Honoring Indian Creek Founder Anne Coleman Chambers

The Indian Creek School community deeply mourns the loss of Founding Head of School Anne Coleman Chambers. Anne passed away peacefully in her home in Hagerstown, Maryland, on Monday, October 12, 2020.  
 
Often described as “larger than life,” Anne possessed tremendous wit and wisdom. She leaves behind countless family members, friends, and a community of “Creekers” whose lives she has changed for the better. Her astute observations, irreverent sense of humor, incredible intelligence, and generous heart will be greatly missed.
 
Anne was a visionary in every respect. She and ICS co-founder Rebecca Randolph started Indian Creek School in 1973 because of their strong beliefs in the capabilities of all young people.  Anne’s parents, Tracy and Virginia Coleman, supported her vision by providing the gift of land, and Anne’s brother and ICS co-founder Tracy “Punky” Coleman, Jr. turned her dream into a reality by constructing the school building on Evergreen Road. The Coleman family’s tradition of generous support made Indian Creek School possible. Together, they created a school committed to keeping the best interests of the children at the center of every decision.
 
Anne saw the need for a broad-based education that understood the importance of mastering not only the fundamentals, but also the importance of music, art, physical education, drama, clubs, and sports for well­‐rounded citizens. She had the vision to include Spanish, computers, and human development at a time when many schools didn’t offer those as subjects for older students, let alone kindergartners. Anne was steadfast in her insistence that her school be a diverse and inclusive community from the start.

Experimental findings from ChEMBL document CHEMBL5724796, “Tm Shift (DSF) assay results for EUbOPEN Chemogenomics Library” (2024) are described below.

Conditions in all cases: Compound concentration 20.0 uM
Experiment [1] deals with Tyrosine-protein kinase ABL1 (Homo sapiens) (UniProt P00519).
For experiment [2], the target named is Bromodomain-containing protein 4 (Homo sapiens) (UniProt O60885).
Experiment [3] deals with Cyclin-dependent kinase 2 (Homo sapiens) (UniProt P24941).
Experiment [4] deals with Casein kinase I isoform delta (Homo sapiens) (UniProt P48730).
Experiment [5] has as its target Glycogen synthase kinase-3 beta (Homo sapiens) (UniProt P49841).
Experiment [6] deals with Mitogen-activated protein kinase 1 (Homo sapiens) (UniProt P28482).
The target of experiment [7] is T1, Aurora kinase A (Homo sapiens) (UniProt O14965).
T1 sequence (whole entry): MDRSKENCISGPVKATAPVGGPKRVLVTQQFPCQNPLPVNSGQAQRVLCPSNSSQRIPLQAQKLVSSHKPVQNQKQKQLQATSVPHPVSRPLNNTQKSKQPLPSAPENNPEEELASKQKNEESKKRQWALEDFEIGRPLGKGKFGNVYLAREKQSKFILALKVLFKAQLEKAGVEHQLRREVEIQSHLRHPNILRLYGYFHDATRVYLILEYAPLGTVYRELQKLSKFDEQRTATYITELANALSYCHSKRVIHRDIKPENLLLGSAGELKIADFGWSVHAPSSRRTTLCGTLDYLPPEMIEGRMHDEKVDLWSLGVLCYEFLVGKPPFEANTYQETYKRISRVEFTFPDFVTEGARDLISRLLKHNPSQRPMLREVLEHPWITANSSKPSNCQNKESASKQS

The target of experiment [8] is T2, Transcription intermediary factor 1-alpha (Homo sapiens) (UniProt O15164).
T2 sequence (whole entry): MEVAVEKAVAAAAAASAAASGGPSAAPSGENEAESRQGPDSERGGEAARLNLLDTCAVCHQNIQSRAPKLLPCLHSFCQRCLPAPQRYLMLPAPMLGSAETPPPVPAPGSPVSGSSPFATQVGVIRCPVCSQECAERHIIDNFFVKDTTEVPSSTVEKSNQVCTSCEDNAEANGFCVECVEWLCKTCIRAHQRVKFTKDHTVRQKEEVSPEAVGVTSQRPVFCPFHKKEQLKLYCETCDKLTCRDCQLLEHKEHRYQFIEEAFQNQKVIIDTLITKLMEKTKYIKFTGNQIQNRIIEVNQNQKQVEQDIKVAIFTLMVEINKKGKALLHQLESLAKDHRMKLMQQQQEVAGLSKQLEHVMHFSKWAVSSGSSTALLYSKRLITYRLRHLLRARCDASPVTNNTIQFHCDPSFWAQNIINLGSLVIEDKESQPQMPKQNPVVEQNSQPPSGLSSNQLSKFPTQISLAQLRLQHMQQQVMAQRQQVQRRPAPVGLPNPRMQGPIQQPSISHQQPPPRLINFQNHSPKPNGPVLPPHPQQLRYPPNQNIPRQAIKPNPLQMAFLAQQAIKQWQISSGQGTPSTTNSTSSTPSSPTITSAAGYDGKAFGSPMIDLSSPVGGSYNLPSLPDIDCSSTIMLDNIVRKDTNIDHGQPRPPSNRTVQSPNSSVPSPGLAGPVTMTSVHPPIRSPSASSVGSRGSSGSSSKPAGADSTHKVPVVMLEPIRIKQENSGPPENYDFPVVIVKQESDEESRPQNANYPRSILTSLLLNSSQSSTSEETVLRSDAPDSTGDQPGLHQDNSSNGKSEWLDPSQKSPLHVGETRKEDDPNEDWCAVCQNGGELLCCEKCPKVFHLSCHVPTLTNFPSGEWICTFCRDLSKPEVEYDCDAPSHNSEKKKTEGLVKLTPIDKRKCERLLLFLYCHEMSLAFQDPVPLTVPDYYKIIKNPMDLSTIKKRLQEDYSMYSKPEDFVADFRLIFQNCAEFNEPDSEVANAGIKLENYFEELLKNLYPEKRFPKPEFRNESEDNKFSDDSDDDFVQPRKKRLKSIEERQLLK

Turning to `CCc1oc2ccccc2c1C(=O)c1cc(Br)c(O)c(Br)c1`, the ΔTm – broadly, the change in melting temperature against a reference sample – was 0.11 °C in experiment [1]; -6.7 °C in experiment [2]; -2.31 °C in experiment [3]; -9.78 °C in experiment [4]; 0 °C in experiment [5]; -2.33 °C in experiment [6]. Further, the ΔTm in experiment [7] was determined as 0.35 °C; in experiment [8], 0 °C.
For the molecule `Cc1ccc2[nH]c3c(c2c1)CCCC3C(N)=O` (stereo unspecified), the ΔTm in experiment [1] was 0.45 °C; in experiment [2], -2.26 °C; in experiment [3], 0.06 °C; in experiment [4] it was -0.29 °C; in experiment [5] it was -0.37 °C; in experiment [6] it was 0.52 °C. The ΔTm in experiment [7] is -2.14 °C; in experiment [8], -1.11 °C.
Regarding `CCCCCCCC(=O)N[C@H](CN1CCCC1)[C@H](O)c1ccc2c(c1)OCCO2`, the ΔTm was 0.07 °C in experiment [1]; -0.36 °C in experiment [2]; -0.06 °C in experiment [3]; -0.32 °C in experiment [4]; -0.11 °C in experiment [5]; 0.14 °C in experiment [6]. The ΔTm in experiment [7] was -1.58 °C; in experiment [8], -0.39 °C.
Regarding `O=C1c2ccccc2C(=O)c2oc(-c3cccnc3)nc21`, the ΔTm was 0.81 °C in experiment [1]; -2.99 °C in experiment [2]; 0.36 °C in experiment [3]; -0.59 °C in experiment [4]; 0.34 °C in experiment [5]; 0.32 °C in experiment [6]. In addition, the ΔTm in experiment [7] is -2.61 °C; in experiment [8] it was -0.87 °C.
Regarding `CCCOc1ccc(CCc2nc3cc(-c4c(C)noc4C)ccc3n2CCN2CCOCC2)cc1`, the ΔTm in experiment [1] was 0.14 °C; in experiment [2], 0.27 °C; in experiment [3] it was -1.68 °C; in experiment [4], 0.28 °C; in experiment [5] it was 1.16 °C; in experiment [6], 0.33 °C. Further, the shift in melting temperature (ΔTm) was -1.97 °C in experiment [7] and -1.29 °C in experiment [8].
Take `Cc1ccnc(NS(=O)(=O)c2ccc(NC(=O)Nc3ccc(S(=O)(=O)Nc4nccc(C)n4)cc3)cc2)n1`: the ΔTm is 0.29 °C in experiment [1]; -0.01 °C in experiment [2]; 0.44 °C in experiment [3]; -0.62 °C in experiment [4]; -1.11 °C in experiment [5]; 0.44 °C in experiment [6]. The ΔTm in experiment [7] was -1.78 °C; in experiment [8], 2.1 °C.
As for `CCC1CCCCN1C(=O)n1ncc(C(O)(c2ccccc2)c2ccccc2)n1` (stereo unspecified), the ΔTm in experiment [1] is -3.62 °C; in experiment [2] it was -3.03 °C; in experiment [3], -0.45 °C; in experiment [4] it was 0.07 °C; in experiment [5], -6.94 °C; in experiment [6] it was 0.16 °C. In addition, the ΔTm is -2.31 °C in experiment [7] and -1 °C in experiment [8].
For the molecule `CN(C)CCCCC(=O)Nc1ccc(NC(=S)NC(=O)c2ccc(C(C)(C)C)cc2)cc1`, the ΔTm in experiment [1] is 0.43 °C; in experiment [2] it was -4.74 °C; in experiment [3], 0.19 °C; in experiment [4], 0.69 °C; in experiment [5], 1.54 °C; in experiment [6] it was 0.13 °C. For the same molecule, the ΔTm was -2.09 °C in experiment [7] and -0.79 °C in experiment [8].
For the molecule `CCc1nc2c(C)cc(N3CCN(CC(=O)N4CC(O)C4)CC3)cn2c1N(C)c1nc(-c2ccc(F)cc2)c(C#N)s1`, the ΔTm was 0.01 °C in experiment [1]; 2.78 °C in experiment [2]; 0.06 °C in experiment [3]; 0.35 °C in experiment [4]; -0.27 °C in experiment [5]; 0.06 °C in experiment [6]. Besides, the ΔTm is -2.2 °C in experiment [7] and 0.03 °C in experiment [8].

Anne built a "family" school in the truest sense of the word. She had the vision and compassion to understand that parents needed partnership in raising their children during and beyond the school day. She found the right faculty to love and care for children from the early hours to well into the evening. Anne was a firm believer in giving children and young adults a safe space to learn from their mistakes. Her commitment to rational discourse as a means to help students learn and grow was constant and successful. Countless alumni remember Anne as someone who believed in them and taught them to believe in themselves too.
 
Anne valued the professionals she hired. She knew that faculty, administrators, and staff all needed to embrace the School’s philosophy if children were to succeed. She made sure that everyone benefited from continuing education opportunities that reinforced strong educational practices. Anne hired people for more than their credentials. In selecting candidates, she would ask, “Will they be strong members of the ICS family?” She hired them for what they could do in the classroom and for how they could move the entire school into the future, for how they could solve problems and manage crises, and for how they would work together. She did not tether them to any one set of expectations, but rather let them develop and implement ideas based on their own creativity and scholarship under the umbrella of a coherent philosophy. As Anne often said, “Find the people who are going to find joy in this work. Build a team who will be able to laugh, enjoy each other, and remember that the most important part of their work is to be there for the kids.”